3 beauty secrets I learned in Senegal

1. Olive oil

I know it sounds crazy, but olive oil has helped my T-zone oily skin tremendously. I read about it maybe a year or so ago and thought, “Why not?” So I bought a liter of the cheapest I could find and used a few drops on my face each night after washing off my make-up. Within just a couple days, my skin was clearer and the oily/dry parts less so.

In dry season, I use a couple drops in the morning as well, rubbing it in my hands first and then onto my face. Works as a great body moisturizer too.

2. Henna

Henna on hands and feet will be another post, but for now… henna for hair! I use it to add some auburn to my dark brown natural color. The first few days are pretty bright, but it calms down in about three days and I love the long-lasting color.

LeCrecia did a great post on the how-tos of henna hair color here in Senegal, if you’re interested in giving it a whirl.

I mix my henna powder with apple cider vinegar (CityDia) which leaves your hair so soft and shiny. Every time I do, I think, “Why don’t I do this more often?”

3. Baking soda

I recently ran out of apricot face scrub. (Ahem, ‘ran out’ may mean a certain toddler squeezed a bunch into his bath water.) I was trying to find a substitute and tried the oatmeal scrubs I found online. Two thumbs down. Maybe it was just me – or my oatmeal – but it was just gross mush on my face.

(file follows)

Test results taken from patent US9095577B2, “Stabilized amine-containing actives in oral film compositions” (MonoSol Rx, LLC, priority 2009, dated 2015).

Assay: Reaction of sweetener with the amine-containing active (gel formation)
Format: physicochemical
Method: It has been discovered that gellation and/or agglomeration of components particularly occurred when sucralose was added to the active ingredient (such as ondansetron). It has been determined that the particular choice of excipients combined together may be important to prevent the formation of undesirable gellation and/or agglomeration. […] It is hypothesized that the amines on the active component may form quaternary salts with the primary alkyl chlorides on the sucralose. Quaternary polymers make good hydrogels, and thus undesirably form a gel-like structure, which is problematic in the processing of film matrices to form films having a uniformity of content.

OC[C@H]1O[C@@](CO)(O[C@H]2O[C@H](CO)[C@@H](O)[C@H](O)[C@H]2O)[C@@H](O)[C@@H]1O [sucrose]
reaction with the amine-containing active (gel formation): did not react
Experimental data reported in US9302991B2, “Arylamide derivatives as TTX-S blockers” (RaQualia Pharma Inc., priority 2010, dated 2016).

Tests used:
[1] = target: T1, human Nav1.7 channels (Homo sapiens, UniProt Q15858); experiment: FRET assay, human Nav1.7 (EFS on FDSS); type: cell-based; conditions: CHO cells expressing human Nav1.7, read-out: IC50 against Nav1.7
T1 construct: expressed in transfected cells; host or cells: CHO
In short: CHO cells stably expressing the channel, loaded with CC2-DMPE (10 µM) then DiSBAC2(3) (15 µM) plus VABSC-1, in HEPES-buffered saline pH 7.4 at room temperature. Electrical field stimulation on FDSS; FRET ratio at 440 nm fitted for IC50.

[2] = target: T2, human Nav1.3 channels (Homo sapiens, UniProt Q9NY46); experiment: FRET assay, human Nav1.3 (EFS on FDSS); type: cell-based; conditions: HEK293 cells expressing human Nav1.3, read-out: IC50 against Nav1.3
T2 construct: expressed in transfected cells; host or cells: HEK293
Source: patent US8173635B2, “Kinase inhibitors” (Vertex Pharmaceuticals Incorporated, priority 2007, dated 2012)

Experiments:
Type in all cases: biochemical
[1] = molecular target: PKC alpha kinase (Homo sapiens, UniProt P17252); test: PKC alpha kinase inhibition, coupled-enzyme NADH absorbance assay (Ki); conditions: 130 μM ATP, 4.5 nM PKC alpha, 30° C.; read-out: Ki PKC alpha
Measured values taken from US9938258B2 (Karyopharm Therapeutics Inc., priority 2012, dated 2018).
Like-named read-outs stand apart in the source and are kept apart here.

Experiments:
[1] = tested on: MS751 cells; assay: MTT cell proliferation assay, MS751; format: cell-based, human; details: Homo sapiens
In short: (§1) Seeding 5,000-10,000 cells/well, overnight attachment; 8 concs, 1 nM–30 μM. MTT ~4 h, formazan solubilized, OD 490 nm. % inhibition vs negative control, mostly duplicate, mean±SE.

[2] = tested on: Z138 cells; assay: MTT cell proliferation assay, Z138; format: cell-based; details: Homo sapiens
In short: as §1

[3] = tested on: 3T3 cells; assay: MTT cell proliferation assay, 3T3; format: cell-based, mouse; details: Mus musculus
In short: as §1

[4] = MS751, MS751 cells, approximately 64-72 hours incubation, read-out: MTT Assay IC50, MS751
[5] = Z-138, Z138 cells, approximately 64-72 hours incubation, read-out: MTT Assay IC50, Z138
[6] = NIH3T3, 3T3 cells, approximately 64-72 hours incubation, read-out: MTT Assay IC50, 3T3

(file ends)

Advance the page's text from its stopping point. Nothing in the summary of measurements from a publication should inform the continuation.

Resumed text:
So I decided to try baking soda. The kind in the little box from the buutik is really coarse, so I used some from Casino that’s finer, like Arm & Hammer in the US. Wash my face, leave it wet, sprinkle some baking soda into my hands and scrub gently, then rinse.

The results were even better than my apricot scrub! Cross that off my list of things to buy in America…

What about you? Any beauty secrets to share? Let us know!

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3 thoughts on “3 beauty secrets I learned in Senegal

  1. We have plenty of EVOO and baking soda here for you to use. Wonder what it is about the baking soda. My sister-in-law told me yesterday that organic coconut oil (in shortening-like form/consistancy) is good for consuming and as a moisturizer, for face and body. We looked at it in Costco, but it was around $17 for a tub (think Crisco tub size) of it. Not sure if it would make us smell like coconut, and didn’t know what it would taste like.

  2. Wish I had bought some henna before leaving Senegal. Hair dye is expensive and I would prefer to use something less “chemical”. Maybe a friend would bring some home and mail it to me… JENN????

  3. I love baking soda as a face scrub!
    My sister uses equal parts apple cider vinegar and water as a shampoo once a week and says its the best ever. I’m a huge fan of aquaphor or vaseline…I use it for everything from lip balm to lotion (at night) when my hands or feet get super dry.

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